If you read my last post, you may notice that this specification includes an extra section called “Examples”. These examples show the user how the function is supposed to perform. They also represent the suite of test cases used to validate the function. Creating test cases is more of an art than a science, and test cases will be unique to each function you write. However, there is a set of basic rule you can follow to guide your implementation of unit testing which I’ll outline below.

  1. Pick the simplest cases first. In this example, the simplest cases are when both objectives are both above or below the criteria
  2. Move to more complex cases. In this example, a more complex case could be when one objective is above and the other below, or vice versa
  3. Think about “weird” possibilities. One “weird” case for this code could be when one or both objectives are equal to the criteria
  4. Never test a precondition violation. Precondition violations are outside the scope of the function and should not be included in unit tests

Test cases should be exhaustive and even simple codes may have many test cases. In my example above I provide seven, can you think of any more that are applicable to this code?

Implementing a testing strategy

After you’ve developed your test cases, it’s time to implement your unit test. For demonstration purposes I’ve written my own unit test code which can be used to test the cases developed above. This function simply utilizes assert statements to check if each test input generates the correct output. A danger of writing your own testing function is that the test function itself may have errors. In practice, it’s easiest to use an established tool such as PyTest to perform unit testing (for in-depth coverage of PyTest see Bernardo’s post from 2019).

def test_check_satisficing():
    """
    Unit test for the function check_satisficing
    """
    import numpy as np
    from check_satisficing import check_satisficing
    
    print("Testing check_satisficing")
    
    
    # test case 1:
    objs1 = np.array([0.5, 0.5])
    criteria1 = np.array([0.4, 0.4])
    directions1 = ['ge','ge']
    result1 = True
    
    assert (check_satisficing(objs1, criteria1, directions1)) == result1, \
    'Test 1 failed ' + repr(objs1) + ', ' + repr(criteria1) + ', ' + \
    repr(directions1) + ' returned False, should be True'
    
    # test case 2:
    objs2 = np.array([0.5, 0.5])
    criteria2 = np.array([0.4, 0.4])
    directions2 = ['ge','le']
    result2 = False
    
    assert (check_satisficing(objs2, criteria2, directions2)) == result2, \
    'Test 2 failed ' + repr(objs2) + ', ' + repr(criteria2) + ', ' + \
    repr(directions2) + ' returned True, should be False'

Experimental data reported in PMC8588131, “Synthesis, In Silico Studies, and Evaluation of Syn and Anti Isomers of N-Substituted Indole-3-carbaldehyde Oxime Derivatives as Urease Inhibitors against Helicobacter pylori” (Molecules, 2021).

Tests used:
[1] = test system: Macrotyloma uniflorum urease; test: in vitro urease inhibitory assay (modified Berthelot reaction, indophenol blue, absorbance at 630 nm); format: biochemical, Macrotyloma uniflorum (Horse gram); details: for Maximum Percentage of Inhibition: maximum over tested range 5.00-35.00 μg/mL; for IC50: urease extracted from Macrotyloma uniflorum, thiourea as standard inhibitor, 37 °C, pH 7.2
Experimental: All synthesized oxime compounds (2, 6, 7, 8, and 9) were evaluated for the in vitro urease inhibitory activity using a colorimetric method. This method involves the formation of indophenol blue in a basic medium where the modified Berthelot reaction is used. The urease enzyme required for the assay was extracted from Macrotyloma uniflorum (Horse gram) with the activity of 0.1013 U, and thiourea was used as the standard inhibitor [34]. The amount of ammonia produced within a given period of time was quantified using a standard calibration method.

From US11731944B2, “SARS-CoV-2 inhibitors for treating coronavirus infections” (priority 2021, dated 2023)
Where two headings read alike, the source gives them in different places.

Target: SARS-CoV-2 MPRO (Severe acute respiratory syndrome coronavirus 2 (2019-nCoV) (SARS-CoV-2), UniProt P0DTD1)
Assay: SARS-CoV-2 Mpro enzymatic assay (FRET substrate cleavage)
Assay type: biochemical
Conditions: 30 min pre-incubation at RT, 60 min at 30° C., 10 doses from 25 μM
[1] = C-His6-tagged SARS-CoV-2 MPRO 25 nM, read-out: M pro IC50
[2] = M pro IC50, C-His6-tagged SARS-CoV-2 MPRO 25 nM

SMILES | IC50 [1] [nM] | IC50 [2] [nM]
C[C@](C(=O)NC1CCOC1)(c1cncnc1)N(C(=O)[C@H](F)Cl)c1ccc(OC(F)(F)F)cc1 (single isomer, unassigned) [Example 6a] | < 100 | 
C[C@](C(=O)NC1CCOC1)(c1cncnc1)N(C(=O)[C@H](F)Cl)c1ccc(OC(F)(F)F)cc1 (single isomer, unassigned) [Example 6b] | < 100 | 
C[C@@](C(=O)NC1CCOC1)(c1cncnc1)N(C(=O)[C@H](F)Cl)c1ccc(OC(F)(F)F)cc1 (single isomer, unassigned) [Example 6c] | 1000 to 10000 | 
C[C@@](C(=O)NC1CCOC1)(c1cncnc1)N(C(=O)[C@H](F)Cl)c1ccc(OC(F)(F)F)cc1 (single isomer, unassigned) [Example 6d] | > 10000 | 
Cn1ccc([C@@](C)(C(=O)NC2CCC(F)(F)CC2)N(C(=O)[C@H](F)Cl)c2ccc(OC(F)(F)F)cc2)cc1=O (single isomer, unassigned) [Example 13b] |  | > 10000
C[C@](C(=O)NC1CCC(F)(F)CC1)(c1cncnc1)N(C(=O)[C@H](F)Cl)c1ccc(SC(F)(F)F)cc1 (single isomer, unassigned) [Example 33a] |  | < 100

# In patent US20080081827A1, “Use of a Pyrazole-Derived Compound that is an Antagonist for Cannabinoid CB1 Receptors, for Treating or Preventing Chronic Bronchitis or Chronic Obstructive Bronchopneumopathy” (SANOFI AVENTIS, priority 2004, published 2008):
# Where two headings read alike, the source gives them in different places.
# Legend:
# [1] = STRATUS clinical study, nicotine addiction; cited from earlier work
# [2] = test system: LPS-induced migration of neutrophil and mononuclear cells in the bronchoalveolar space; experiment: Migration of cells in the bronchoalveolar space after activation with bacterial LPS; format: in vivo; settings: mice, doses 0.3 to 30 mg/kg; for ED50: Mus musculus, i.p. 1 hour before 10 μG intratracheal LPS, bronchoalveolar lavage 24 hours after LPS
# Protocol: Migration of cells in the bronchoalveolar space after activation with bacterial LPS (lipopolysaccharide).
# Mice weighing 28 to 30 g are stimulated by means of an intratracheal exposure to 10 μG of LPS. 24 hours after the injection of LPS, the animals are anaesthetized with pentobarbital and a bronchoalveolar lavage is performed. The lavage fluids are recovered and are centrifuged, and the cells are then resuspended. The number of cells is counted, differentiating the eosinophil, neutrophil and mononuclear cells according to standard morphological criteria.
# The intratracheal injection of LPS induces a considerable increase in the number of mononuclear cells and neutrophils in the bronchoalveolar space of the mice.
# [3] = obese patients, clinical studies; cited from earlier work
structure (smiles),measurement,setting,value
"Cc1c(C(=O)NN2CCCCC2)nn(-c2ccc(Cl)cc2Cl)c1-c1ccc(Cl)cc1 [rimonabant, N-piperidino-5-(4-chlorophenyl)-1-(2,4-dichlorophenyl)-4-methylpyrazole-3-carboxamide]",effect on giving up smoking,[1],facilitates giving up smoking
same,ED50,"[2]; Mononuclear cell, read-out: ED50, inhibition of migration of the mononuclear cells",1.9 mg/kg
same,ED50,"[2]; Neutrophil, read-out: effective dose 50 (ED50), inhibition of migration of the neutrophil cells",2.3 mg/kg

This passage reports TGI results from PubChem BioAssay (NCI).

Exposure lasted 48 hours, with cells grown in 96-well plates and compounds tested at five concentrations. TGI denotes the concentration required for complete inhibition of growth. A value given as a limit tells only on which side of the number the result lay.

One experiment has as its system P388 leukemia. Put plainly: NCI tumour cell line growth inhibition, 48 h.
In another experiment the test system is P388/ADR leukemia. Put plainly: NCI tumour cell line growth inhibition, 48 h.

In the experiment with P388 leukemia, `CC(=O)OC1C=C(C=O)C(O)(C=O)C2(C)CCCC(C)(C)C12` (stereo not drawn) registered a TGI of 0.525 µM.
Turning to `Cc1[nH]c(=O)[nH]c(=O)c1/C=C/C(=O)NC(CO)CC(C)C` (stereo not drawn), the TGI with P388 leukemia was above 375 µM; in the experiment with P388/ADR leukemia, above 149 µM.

# test case 3:
    objs3 = np.array([0.4, 0.4])
    criteria3 = np.array([0.5, 0.5])
    directions3 = ['le','le']
    result3= True
    
    assert (check_satisficing(objs3, criteria3, directions3)) == result3, \
    'Test 3 failed ' + repr(objs3) + ', ' + repr(criteria3) + ', ' + \
    repr(directions3) + ' returned False, should be True'
    
    
     # test case 4:    
    objs4 = np.array([0.5, 0.5])
    criteria4 = np.array([0.4, 0.4])
    directions4 = ['ge','le']
    result4 = False
    
    assert (check_satisficing(objs4, criteria4, directions4)) == result4, \
    'Test 4 failed ' + repr(objs4) + ', ' + repr(criteria4) + ', ' + \
    repr(directions4) + ' returned True, should be False'
    
    
    # test case 5    
    objs5 = np.array([0.5, 0.5])
    criteria5 = np.array([0.4, 0.4])
    directions5 = ['le','ge']
    result5 = False
    
    assert (check_satisficing(objs5, criteria5, directions5)) == result5, \
    'Test 5 failed ' + repr(objs5) + ', ' + repr(criteria5) + ', ' + \
    repr(directions5) + ' returned True, should be False'
    
    
    # test case 6: 
    objs6 = np.array([0.5, 0.5])
    criteria6 = np.array([0.5, 0.5])
    directions6 = ['ge','ge']
    result6 = True
    
    assert (check_satisficing(objs6, criteria6, directions6)) == result6, \
    'Test 6 failed ' + repr(objs6) + ', ' + repr(criteria6) + ', ' + \
    repr(directions6) + ' returned False, should be True'
    
    # test case 7: 
    objs7 = np.array([0.5, 0.5])
    criteria7 = np.array([0.5, 0.5])
    directions7 = ['le','le']
    result7 = True
    
    assert (check_satisficing(objs7, criteria7, directions7)) == result7, \
    'Test 7 failed ' + repr(objs7) + ', ' + repr(criteria7) + ', ' + \
    repr(directions7) + ' returned False, should be True'
    
    
    print("check_satisficing has passed all tests!")

    return    

Concluding thoughts

When developing a new Python function, it’s good practice to code the test cases while you’re writing the function and test each component during the development cycle. Coding in this matter will allow you to identify and fix errors early an can save a lot of time and headache. Creating test cases during code development may also improve the quality of your code by helping you conceptualize and avoid potential bugs.